Gardaí investigating the Kinahan cartel are hopeful a new agreement that will see police officers from the United Arab Emirates (UAE) working with Europol will help bring the Kinahans and those around them to justice.
The move, which one Garda source said was “encouraging”, comes at a time when a key Kinahan associate, John Morrissey (62), is being held on money laundering charges in Spain after his arrest there two weeks ago.
Another man in the Kinahan inner circle, Sean McGovern (36), is also central to talks between the UAE and Irish authorities aimed at the gardaí securing his extradition back to Dublin. He is wanted on a Kinahan-Hutch feud murder charge and for allegedly directing organised crime.
Under the new deal agreed with the Emirati authorities and Europol, law enforcement officers from the UAE will be based in Europol’s headquarters in The Hague in the Netherlands in a bid to better share intelligence and bolster the international investigation of transnational crime.
Europol’s executive director, Catherine De Bolle, said the new “liaison officer agreement” meant the European Union and UAE were “together sending a clear signal to criminals”.
“The United Arab Emirates is a key security partner in the fight against the most pressing criminal threats of today, both in the Gulf region and internationally. I welcome this agreement which will mark a new level of co-operation in international policing by connecting Emirati law enforcement with their counterparts in all of Europe’s member states and partner countries,” she said.
Senior gardaí have long been concerned at what is seen as a lethargic response by UAE law enforcement as the Irish, British and Spanish authorities were investigating the leadership of the cartel based in Dubai.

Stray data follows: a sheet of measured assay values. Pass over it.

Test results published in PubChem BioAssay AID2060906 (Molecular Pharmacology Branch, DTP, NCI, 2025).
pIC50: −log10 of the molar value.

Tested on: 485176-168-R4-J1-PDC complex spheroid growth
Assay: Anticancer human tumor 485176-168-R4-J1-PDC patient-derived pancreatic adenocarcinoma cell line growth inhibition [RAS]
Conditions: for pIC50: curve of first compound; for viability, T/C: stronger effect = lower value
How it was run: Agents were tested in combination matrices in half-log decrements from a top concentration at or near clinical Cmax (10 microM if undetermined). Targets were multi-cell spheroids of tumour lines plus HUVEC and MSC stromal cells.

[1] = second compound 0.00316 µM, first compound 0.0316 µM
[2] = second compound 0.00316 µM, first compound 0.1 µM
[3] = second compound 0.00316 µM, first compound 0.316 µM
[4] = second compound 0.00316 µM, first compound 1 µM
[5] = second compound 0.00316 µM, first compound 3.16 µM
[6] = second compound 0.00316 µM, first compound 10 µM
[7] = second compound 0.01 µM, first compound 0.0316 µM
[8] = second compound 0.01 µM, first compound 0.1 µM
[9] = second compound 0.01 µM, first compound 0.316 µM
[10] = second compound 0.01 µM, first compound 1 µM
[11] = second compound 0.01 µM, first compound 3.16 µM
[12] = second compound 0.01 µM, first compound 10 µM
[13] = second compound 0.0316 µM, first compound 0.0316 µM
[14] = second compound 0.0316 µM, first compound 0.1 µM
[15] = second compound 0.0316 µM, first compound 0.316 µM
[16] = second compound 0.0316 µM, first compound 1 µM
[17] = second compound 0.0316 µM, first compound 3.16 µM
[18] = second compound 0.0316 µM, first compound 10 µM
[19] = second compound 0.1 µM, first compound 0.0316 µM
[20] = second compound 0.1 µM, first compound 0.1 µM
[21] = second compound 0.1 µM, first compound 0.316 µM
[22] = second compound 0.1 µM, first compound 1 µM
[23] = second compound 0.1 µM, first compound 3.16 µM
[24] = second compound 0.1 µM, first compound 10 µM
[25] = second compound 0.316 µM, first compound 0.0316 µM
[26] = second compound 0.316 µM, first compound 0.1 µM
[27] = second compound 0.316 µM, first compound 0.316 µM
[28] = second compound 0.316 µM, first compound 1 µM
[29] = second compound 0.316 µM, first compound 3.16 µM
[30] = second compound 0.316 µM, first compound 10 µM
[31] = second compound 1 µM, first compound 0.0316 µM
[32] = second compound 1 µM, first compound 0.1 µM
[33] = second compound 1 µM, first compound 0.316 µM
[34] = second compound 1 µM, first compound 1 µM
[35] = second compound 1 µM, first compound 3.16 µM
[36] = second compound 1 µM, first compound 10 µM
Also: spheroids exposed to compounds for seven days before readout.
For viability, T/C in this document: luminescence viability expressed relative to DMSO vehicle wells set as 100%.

However, in April, when US law enforcement announced financial and travel sanctions against the Kinahans – Christy Kinahan and his sons Daniel and Christopher jnr – and four of their associates, the UAE followed up with the same sanctions weeks later.
The new agreement between the UAE and Europol, which was signed last week, comes fewer than three months after a Garda liaison officer was appointed in Dubai.
While each of the developments are regarded as incremental, rather than very significant, they signal a change in approach by the Emirati authorities, who have declined to put in place formal extradition procedures with the EU.
While the Kinahans grew their drugs wholesale business and money laundering network from southern Spain for about 15 years, they relocated to Dubai about seven years ago. At the time their feud with the Dublin-based Hutch faction intensified and they were under intense investigation by Spanish, Irish and British law enforcement. Moving to Dubai was also seen as placing the cartel’s leadership beyond the reach of European law enforcement.
Gardaí are now hopeful one of the Kinahan associates, Dubliner McGovern (36), may be extradited from UAE under a special once-off arrangement mirroring that of the extradition of mafia figure Raffaele Imperiale last year.
The UAE agreed to extradite him back to serve a prison sentence in Italy after a request from the Italians, even though the Emirati authorities have no extradition agreement with the EU or its member states.
Last week, the Spanish authorities made the first arrest of the seven men at the apex of the Kinahan cartel since all seven were sanctioned by the Americans in April. Morrisey was running a global money laundering network for the cartel and documents have been seized from his palatial Spanish villa, though he was living elsewhere.
International law enforcement believe those documents provide a road map to much of the cartel’s financial network, including people and businesses they are linked to.